Liverpool manager Jurgen Klopp has reassured Alex Oxlade-Chamberlain that he has not made a mistake in swapping the Emirates for Anfield despite a lack of game time.
The 24-year-old left Arsenal in a £35million deal on transfer deadline day but has so far been restricted to just 57 minutes in three substitute appearances, having previously started all four matches for the Gunners and also two for the national team.
The England international is set to make his first start on Tuesday in the League Cup at Leicester.
“I thought it made complete sense for Alex to change club and to come here,” said the Reds boss. “He has settled in perfectly. He knew at least all the England players and a few others.
“He is a really nice lad so it is easy for him to settle into a new team. He knows the situation.
“He played all the games for Arsenal from the beginning and now he comes here and is on the bench so it looks, ‘Oh, not the best decision’, but it is long-term thing.
“We want to use him and to prepare him also. It is all good from this side at the moment.”
Klopp dismissed suggestions Oxlade-Chamberlain’s development had been stunted at Arsenal.
However, he hoped to bring out more in a player whom he believes was still growing under Arsene Wenger’s leadership.
“A new start is very often a kind of relief, that’s how it is,” he added.
“You are in a situation with your old club – and I don’t say this about Alex specifically — and you accept it and it is difficult to make the next step.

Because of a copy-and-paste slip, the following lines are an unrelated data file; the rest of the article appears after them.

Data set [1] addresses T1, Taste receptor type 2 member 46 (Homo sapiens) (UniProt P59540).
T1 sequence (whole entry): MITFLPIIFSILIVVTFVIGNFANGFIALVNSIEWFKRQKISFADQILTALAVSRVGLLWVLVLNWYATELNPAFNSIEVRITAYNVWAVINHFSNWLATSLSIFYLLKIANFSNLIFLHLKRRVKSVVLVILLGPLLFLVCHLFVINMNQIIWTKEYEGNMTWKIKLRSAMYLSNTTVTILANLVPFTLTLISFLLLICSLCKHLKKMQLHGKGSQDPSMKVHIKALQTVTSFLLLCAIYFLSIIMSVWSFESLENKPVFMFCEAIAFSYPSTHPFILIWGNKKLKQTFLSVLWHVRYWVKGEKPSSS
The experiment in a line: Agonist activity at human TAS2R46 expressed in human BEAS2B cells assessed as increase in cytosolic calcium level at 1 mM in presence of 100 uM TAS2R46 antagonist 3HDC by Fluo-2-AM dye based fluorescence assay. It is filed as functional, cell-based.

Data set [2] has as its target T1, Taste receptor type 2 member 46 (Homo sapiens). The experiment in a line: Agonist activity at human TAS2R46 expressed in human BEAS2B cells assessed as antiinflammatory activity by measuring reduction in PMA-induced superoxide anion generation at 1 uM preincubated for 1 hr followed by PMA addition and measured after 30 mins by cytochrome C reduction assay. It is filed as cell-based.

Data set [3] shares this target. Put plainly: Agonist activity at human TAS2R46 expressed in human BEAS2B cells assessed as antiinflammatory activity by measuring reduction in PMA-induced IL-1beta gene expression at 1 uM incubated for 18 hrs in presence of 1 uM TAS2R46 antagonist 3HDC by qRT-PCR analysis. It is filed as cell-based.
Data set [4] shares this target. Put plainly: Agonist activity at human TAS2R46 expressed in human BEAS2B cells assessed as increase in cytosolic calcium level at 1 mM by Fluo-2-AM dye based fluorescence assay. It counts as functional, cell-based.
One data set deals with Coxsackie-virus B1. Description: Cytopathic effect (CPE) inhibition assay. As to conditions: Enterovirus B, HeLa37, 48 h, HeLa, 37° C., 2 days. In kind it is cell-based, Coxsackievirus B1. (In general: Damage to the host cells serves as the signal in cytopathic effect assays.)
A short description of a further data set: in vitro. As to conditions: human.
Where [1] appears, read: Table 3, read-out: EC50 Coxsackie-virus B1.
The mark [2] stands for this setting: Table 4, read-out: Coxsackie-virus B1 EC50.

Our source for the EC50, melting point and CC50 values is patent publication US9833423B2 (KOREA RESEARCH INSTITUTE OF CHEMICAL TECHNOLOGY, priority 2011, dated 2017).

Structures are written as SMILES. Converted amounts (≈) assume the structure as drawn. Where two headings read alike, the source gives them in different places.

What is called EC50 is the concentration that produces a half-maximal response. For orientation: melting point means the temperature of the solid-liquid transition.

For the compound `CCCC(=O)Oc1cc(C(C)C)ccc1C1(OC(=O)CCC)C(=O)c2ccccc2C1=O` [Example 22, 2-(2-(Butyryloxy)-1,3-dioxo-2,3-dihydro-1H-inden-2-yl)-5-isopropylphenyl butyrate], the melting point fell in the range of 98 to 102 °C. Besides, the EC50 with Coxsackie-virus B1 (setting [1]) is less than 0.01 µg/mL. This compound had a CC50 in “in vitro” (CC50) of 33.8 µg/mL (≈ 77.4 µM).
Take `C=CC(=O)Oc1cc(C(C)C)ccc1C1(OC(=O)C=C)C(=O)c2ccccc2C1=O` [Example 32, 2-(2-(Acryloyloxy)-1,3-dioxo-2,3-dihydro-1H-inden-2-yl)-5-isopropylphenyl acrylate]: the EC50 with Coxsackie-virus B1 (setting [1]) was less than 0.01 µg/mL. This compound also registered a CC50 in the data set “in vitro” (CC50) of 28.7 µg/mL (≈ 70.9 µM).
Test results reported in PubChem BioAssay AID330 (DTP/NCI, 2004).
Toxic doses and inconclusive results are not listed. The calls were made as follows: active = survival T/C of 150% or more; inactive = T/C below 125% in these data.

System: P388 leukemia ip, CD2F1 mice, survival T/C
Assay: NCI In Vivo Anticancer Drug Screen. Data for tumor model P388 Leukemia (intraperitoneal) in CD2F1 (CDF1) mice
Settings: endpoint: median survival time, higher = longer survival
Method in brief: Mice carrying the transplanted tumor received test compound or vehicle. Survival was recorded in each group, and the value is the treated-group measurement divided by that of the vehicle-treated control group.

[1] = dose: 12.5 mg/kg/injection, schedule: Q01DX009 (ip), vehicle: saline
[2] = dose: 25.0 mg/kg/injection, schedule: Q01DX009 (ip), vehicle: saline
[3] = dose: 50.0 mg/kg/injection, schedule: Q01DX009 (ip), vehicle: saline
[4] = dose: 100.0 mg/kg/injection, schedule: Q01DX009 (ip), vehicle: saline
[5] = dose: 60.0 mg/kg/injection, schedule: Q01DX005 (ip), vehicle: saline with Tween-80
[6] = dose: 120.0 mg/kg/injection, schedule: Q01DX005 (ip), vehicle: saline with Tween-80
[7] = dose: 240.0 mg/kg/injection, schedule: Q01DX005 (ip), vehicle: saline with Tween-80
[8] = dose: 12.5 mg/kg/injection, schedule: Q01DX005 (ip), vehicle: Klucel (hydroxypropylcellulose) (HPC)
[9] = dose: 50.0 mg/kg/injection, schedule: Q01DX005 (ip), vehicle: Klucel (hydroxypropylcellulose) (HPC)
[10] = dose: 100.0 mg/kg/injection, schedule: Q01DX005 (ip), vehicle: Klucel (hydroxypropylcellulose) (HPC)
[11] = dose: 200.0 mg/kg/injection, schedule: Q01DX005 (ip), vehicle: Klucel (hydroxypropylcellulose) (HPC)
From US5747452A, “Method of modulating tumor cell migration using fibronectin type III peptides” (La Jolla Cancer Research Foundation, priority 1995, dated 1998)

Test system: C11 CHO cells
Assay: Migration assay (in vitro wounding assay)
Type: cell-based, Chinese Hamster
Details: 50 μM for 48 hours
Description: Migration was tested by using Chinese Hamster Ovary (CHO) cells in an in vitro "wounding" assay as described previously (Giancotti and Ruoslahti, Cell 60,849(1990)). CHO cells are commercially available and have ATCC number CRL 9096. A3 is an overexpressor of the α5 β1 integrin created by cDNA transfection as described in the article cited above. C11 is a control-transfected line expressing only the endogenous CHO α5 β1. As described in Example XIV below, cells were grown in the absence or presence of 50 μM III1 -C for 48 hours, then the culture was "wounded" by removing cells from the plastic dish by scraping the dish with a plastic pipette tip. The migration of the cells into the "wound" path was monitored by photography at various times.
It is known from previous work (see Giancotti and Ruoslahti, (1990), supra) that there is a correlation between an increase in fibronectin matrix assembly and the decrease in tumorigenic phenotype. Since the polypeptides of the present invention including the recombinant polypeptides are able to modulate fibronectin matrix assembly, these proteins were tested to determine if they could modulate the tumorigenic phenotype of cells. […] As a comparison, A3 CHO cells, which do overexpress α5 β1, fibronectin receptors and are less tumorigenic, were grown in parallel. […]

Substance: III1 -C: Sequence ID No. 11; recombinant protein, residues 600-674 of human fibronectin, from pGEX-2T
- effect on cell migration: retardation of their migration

“Arsenal changed a lot since Arsene is there. I am sure they didn’t always play with three at the back and with wing-backs and so Alex played in different positions when he was there.
“It is the highest quality if you can play in different positions in the Premier League. That says a lot about you.”
Klopp will also give first starts of the season to third-choice goalkeeper Danny Ward and midfielder Marko Grujic among a series of changes as he juggles four matches in 11 days.
The early rounds of the League Cup – rechristened this season as the Carabao Cup – have always been viewed by the bigger clubs as an opportunity to rest their stars and play some of their fringe players and youngsters.
Sir Alex Ferguson made this practice popular by playing a “weakened” side against Port Vale in 1994 – a side that included a young trio of David Beckham, Gary Neville, and Paul Scholes.
Twenty three years later, to the week, and United face Championship side Burton Albion on Wednesday night, and there’s no doubt that Jose Mourinho will shuffle his pack.
With some players yet to get first-team minutes this season and others on the comeback trail from injury, the third-round fixture is the perfect setting for the United manager to test his squad’s depth.
Here are three United players likely to get on the Old Trafford pitch on Wednesday night.